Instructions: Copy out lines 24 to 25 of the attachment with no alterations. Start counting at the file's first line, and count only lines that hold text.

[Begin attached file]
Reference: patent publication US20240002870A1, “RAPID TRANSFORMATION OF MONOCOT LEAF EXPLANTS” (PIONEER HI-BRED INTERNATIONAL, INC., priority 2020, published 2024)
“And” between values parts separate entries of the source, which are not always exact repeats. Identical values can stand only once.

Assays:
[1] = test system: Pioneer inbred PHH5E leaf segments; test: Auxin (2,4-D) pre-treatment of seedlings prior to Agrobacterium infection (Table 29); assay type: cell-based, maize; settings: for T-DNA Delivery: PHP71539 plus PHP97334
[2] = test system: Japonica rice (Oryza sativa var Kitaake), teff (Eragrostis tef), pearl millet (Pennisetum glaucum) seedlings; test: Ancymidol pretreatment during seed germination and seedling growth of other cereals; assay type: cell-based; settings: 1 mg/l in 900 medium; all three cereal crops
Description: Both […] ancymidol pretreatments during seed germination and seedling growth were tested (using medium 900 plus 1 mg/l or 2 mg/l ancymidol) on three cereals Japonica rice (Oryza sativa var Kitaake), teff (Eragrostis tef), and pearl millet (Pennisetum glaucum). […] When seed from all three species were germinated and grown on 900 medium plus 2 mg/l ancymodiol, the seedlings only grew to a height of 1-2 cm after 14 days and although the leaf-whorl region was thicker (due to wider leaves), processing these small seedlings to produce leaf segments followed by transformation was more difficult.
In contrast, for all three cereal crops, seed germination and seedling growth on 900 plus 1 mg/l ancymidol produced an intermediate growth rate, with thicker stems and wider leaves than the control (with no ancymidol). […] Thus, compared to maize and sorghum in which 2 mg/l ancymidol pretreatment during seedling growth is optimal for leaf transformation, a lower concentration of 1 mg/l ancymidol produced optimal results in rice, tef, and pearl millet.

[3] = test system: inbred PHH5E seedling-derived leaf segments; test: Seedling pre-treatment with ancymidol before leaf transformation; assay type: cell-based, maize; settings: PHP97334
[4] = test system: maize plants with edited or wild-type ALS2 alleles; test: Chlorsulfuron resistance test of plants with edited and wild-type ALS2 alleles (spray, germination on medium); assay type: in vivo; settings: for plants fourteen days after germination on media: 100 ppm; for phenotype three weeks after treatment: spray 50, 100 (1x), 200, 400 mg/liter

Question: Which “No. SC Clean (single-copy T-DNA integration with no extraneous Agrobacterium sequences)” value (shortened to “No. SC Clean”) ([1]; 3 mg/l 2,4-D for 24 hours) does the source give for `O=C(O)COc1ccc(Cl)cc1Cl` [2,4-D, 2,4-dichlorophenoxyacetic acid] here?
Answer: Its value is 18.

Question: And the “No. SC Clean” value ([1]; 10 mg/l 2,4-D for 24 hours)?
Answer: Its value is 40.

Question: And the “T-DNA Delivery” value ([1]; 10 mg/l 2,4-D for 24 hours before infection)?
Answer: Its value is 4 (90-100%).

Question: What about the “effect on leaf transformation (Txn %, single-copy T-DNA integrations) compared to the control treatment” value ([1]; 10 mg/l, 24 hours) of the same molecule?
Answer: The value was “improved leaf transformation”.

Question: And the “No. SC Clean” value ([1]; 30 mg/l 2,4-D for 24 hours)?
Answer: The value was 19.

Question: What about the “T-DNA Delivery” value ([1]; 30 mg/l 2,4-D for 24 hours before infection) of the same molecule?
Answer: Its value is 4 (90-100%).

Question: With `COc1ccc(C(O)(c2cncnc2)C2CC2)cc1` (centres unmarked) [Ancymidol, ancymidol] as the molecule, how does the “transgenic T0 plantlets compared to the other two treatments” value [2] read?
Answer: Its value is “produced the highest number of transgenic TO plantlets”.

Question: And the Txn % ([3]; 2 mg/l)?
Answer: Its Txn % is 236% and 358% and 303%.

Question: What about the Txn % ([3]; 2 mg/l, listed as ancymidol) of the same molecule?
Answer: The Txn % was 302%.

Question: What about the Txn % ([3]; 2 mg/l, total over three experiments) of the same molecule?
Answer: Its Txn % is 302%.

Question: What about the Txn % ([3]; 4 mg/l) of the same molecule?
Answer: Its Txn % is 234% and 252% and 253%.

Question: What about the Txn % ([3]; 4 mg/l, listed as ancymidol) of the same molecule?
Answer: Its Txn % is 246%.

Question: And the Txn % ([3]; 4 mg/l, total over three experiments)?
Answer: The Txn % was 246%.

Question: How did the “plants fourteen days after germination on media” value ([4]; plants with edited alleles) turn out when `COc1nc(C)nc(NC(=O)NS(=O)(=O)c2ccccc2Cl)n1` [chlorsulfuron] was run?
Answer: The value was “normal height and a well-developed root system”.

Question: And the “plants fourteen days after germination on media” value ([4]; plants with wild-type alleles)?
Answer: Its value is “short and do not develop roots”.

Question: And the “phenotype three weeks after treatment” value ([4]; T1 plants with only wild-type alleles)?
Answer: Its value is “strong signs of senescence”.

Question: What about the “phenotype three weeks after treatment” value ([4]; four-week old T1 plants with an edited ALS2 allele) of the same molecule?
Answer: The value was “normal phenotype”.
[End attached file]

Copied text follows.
Question: And the Txn % ([3]; 2 mg/l)?
Answer: Its Txn % is 236% and 358% and 303%.